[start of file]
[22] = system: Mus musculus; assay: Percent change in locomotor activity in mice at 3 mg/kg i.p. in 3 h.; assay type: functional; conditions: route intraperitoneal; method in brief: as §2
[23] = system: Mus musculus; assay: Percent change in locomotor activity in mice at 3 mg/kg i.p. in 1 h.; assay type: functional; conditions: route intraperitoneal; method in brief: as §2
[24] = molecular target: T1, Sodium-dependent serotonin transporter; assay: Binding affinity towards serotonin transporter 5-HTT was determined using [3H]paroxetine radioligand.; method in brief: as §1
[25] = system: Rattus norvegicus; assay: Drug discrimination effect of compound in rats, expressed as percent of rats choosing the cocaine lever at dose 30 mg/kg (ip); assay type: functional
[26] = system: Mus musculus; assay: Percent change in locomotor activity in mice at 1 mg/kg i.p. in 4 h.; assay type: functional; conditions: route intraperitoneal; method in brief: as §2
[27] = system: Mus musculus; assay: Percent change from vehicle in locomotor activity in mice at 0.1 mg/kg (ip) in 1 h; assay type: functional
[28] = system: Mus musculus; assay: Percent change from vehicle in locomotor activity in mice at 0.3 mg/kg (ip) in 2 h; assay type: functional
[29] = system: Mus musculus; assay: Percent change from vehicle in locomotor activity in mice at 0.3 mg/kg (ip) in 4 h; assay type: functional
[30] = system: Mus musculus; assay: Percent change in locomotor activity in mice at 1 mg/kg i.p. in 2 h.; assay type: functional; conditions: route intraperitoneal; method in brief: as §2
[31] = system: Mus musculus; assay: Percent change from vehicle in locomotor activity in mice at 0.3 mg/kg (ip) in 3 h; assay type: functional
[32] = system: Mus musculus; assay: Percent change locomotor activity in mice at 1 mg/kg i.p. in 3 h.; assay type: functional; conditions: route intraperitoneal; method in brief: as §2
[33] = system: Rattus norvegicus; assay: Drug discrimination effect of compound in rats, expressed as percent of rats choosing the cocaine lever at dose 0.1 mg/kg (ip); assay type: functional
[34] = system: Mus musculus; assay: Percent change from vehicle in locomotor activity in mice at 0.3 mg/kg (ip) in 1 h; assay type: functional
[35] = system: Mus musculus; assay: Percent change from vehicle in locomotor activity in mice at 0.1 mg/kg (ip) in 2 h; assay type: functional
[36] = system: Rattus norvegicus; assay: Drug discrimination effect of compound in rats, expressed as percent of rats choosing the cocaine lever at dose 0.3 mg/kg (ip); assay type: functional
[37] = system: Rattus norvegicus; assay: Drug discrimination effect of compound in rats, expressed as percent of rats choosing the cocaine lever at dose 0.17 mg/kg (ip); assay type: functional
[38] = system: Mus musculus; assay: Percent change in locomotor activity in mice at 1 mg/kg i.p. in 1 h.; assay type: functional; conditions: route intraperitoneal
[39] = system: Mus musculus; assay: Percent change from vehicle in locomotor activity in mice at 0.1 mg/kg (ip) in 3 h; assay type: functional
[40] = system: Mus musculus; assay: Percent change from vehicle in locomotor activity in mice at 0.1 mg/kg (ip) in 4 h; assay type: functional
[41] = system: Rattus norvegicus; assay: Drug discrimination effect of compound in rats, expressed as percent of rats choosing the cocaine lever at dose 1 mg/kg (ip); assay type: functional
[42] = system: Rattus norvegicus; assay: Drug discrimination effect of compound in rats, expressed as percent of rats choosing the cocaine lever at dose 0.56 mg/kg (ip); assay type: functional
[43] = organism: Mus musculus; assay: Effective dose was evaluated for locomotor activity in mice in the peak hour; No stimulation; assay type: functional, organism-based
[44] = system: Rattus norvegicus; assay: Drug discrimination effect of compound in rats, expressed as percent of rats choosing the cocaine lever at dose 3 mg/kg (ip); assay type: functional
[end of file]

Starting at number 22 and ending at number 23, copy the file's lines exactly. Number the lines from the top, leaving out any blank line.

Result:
[43] = organism: Mus musculus; assay: Effective dose was evaluated for locomotor activity in mice in the peak hour; No stimulation; assay type: functional, organism-based
[44] = system: Rattus norvegicus; assay: Drug discrimination effect of compound in rats, expressed as percent of rats choosing the cocaine lever at dose 3 mg/kg (ip); assay type: functional